General Crime

*Kidnapping Case Against Yusuf Bey IV And Three Others Is Dismissed In The kidnapping And Torture Case Against Your Black Muslim Bakery

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A judge today dismissed a kidnapping and torture case against Your Black Muslim Bakery leader Yusuf Bey IV and three associates, ruling that they didn’t clearly waive their right to have a preliminary hearing in one continuous session.  However, Alameda County Superior Court Judge Thomas Reardon said, “It doesn’t sound like any of the gentleman will be getting out of custody” because prosecutor Greg Dolge plans to immediately refile charges against Bey and the other defendants, and they are scheduled to be arraigned again Monday.   Outside court, Dolge said, “I do not expect them to be released” because the case will be filed again. In addition, Bey and the other defendants also face charges in other cases.  Reardon dismissed the case reluctantly, saying he was forced to do so by appellate court rulings in other cases involving the so-called one-session rule.  The judge said, “I don’t think it’s a good rule” and told Dolge, “I agree it doesn’t make sense.”  The case against Bey, 23, his half-brother Yusuf Bey V, 22, Tamon Halfin, 22, and Richard Lewis, 24, stems from allegations that they kidnapped and tortured two women in Oakland on May, 17, 2007, to get money from them. A fifth defendant in the case, 19-year-old Joshua Bey, the half-brother of both Yusuf IV and Yusuf V, pleaded guilty Jan. 29, 2008, to a single count of kidnapping and is slated to receive a three-year prison term in return for testifying against the other men.  If they’re convicted, Yusuf Bey and the other three remaining defendants could face life in prison without the possibility of parole.  The preliminary hearing in the case began on Jan. 24, 2008, and met on intermittent dates through Aug. 8, 2008, when Judge Eric Labowitz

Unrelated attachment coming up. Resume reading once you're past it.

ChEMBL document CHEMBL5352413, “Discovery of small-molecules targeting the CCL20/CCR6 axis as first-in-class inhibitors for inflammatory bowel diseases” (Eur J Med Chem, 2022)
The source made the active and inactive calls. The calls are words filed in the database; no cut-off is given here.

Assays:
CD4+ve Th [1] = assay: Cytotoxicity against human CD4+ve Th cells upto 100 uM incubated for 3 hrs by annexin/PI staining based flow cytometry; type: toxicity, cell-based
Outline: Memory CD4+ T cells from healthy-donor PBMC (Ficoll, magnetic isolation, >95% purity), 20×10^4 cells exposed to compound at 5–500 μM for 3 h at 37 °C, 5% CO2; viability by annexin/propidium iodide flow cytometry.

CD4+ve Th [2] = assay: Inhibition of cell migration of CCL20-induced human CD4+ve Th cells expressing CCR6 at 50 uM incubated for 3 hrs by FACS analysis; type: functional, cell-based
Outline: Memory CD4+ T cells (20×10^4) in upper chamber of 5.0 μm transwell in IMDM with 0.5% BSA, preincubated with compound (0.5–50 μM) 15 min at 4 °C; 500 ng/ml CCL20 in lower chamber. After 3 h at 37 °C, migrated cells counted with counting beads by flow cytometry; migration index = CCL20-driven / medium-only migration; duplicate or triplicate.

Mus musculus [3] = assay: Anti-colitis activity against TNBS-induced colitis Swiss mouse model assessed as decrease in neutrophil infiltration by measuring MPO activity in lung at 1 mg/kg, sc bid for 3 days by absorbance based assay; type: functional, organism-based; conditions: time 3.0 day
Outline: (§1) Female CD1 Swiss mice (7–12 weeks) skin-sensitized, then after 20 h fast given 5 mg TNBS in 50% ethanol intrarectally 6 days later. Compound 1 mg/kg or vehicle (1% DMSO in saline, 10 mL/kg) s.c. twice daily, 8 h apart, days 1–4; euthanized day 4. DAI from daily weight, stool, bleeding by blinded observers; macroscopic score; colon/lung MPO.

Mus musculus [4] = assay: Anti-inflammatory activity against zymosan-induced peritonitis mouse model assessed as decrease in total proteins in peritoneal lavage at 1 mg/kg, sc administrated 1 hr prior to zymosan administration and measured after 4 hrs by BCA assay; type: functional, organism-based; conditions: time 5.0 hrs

ruled that prosecutors presented enough evidence to warrant having Bey and the other three remaining defendants stand trial  Andrea Auer, the attorney for Yusuf Bey V, argued in a motion joined in by all the other lawyers in the case that on Jan. 24, 2008, the defendants and attorneys only agreed to waive the one-session rule through the next date that the preliminary hearing was held, which was on Feb. 1, 2008.  Auer said Labowitz, a visiting judge from Mendocino County, failed to get the defendants to agree to further postponements after the Feb. 1, 2008, hearing, even though most of the postponements were at the request of defense attorneys. Dolge said he thinks it was “unclear” whether the defendants only entered a one-time “limited” waiver of the one-session rule or a “general” waiver that extended throughout the preliminary hearing.Dolge said the fact that none of the defense lawyers raised thewaiver issue during the preliminary hearing indicates that everyone assumed that general waivers had been entered by the defendants.  Auer, who entered the case after the preliminary hearing, said she raised the waiver issue to “guarantee the integrity of the system.” She said, “It’s incumbent on the court (the judge) to get a waiver.”   Yusuf Bey IV smiled and his family members reacted happily after the charges were dismissed. His lawyer, Annie Beles, said, “The initial reaction is joy” when charges are dismissed but she told his family members that he wouldn’t be released from custody. “There are still battles to be fought on other issues in this case,” Beles said. In a separate case, on July 30, 2008, Bey, the son of bakery founder Yusuf Bey, pleaded no contest to eight felony counts, including vandalism, false imprisonment, civil rights violations and hate crimes, in connection with vandalism incidents at two West Oakland liquor stores on Nov. 23, 2005. He still hasn’t been sentenced in that case, but the plea agreement calls for Bey, to receive a three-year state prison term. Bey also faces charges in other counties around the Bay Area. In 2006, he was charged with assault with a deadly weapon for allegedly trying to use his BMW to run down several bouncers after being thrown out of a San Francisco strip club. He also faced felony charges in Solano County for allegedly fraudulently using false identification to buy a car. In addition, on Aug. 7, 2007, the same day that he initially was charged in the kidnapping and torture case, Bey was charged with 12 felony counts for an alleged real estate scam in Alameda County.The charges against him are real estate fraud, forgery, grand theft, filing false documents, obtaining money under false pretenses, possession of a forged driver’s license and identity theft.

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